I have two young children and I wanted to work around them to avoid all the issues with childcare. I knew it had to be home based and I love cake! There are cakes everywhere at the moment and I was aware of the revival of grow your own and make your own so it seemed like a perfect fit.

What sparked your interest in baking?

My Mum is very enthusiastic about food. My Dad is Greek so the food we ate when I was young was really interesting and unusual. We’d have things like stuffed vine leaves, macaroni pie, all made from scratch. My Greek Nan used to make yogurt in the bathroom so I learnt a lot.

Food is really important in my background. My Grandad owned a butchers on Brick Lane in London and my Mum ran a small fruit and veg stall next door. When she met my Dad who is Greek, his Mum taught my Mum how to cook. My parents now run two cafes in Southend so food has always been an important part of my life.

What sets your cakes apart from others?

I’ve been wondering this. Apparently they look polished! They are simple but I like things to be symmetrical and made with care. I genuinely love my cakes! They look so lovely when I look through the oven door and see them all cooking together and when I ice them I get all excited! When I deliver them to people and they are pleased it’s so exciting and I get a really warm buzz, it’s great!

Call me strange but I think that love and passion can get into food. When I see my boys eating something I’ve made I get all maternal. I feel like I’m doing my job properly.

So I guess what I’m saying is, what sets my cakes apart is ‘me’. That’s how I feel anyway. I am the biggest secret ingredient! All my love and passion goes into everything I bake and I think that’s important. Oh, that and music. I always play music while I’m baking, it’s good for the cakes!

What is your greatest creation?

Last Christmas, I asked my partner what he wanted for desert on Christmas day. I thought he’d say cheesecake but no, he wanted Dutch apple pie, just like his Mum makes. Well this worried me, I would have to compete with fond memories!

I looked at some recipes and I needed a variety of apple that I couldn’t get over here so I used Granny Smith’s and the pastry was just so rich, I had no idea how I would roll it. I had a new oven that I had never used before so I wasn’t used to the settings but it turned out to be absolutely gorgeous!

The fluted edges were perfect, the apples were shiny with a brandy glaze, it looked like it should be in the window of a French Patisserie. He was delighted that I had cooked it for him and he even said it was better than his Mother’s but don’t tell her!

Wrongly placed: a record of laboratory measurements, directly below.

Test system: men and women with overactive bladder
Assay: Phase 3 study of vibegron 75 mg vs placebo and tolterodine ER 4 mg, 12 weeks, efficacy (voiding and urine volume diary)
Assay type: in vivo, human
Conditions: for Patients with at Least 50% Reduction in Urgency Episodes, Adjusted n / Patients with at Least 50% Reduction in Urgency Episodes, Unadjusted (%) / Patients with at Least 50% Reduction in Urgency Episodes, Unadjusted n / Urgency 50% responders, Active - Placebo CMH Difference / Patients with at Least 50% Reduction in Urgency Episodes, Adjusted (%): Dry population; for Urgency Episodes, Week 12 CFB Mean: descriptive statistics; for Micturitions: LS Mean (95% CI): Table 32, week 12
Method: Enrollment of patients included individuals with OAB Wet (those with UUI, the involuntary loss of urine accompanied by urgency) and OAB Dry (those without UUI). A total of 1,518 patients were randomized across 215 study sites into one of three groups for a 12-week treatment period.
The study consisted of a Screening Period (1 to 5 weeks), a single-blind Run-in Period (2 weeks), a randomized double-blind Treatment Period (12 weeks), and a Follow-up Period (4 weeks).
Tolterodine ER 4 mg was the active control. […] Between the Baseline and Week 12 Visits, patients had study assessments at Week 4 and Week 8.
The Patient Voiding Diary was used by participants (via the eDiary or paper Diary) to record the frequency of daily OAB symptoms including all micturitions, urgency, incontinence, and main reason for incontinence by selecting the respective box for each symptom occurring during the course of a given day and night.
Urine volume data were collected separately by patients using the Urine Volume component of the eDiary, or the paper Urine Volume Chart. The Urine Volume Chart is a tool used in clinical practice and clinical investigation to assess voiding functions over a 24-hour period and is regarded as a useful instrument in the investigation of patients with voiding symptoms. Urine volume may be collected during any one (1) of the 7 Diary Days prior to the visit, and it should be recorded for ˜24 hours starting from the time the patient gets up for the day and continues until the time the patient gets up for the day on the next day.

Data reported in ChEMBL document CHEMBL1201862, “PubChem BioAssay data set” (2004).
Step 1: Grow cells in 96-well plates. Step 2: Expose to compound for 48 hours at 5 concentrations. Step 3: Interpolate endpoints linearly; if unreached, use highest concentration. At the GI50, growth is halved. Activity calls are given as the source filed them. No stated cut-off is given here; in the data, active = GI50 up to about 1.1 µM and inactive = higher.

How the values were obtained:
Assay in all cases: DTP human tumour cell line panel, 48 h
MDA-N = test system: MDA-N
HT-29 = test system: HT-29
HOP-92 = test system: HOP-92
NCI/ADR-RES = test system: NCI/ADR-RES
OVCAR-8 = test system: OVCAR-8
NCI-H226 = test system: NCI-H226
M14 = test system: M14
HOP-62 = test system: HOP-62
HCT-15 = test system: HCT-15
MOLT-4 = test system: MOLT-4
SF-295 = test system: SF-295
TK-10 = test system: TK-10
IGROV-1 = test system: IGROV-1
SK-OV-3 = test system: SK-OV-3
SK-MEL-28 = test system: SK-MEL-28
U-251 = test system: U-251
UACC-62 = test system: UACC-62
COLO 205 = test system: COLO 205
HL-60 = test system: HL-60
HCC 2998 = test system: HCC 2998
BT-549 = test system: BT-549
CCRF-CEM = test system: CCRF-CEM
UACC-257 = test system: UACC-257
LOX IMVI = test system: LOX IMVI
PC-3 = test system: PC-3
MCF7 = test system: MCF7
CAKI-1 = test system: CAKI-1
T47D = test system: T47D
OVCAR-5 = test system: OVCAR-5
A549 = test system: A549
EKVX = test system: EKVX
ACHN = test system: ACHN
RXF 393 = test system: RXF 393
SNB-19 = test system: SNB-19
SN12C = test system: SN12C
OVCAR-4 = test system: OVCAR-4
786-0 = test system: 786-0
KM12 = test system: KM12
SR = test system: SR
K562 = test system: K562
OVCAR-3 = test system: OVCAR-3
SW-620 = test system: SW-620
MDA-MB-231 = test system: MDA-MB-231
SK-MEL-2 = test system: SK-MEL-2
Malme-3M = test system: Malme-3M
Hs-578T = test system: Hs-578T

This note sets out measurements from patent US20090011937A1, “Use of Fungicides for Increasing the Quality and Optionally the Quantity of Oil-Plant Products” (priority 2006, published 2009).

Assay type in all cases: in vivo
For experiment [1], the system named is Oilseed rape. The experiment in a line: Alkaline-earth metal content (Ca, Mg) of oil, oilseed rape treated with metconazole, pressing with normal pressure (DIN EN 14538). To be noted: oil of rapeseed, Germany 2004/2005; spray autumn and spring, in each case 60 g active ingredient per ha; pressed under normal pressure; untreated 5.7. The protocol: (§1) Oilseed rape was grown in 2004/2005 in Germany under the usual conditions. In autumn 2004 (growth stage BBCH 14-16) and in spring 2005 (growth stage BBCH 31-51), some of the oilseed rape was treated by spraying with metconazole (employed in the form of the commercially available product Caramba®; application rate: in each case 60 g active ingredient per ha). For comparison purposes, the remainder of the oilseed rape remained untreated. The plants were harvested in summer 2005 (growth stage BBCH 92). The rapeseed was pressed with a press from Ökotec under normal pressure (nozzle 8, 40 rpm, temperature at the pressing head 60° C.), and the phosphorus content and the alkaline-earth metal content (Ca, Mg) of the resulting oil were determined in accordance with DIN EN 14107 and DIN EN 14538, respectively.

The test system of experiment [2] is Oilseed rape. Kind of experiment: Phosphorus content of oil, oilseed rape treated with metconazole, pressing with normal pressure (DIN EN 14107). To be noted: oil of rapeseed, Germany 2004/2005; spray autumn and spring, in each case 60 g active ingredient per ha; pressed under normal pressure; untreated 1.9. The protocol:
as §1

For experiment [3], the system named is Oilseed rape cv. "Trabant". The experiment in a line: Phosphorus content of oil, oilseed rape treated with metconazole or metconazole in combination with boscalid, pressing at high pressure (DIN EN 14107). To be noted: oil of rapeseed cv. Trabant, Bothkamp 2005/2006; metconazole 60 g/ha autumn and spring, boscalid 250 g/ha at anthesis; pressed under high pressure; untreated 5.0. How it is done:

Where do you get your inspiration?

I look at a lot of recipes but I also base my cakes on flavours that inspire me. I might see an ingredient I like, like some nice fresh strawberries, then I think about what flavours might go with them. I look at turning large cakes into cupcakes and I like to experiment using flavours from cocktails. I’ll think of something and wonder how I’ll get it in a cake. For example, Pina Colada. I’d soak pineapple in the cake mix and I’d add coconut milk to the frosting.

Often I’ll see something like a cake wrapper or a gorgeous plate and think of flavours that would suit them. This often leads onto a whole range of things. A beautiful vintage plate might make me think of Earl Grey as a cake flavour which leads me to think of more tea related cakes I could create.

Aside from baking, what else do you like to cook?

I love baking! I love making soda bread but that’s still baking. Soup! I love making soup! It’s straight forward, nutritious and rewarding. I would NEVER have soup from a can. Once you have the basics I think it’s impossible to go wrong.

What is the best meal you’ve had recently?

It was at the Purple Poppadom in Cardiff. I had mussels to start in a coconut sauce with different naan breads. I love dipping bread in food, it reminds me of my time living in Sinai.

If you could only have one meal for the rest of your life, what would it be?

….long pause. This is so hard! Hmmmm, it would have to be my Dad’s kebabs. They are so good! I have never tasted anything like it. He cooks it on real charcoal and infuses the meat for hours. It has to come with pitta and salad. Perfect!

Mel’s creations


It was a pleasure to interview Mel. I totally agree, love and passion can get into food and you will definitely find them in Mel’s cakes. Have a look at her website to see what she can do.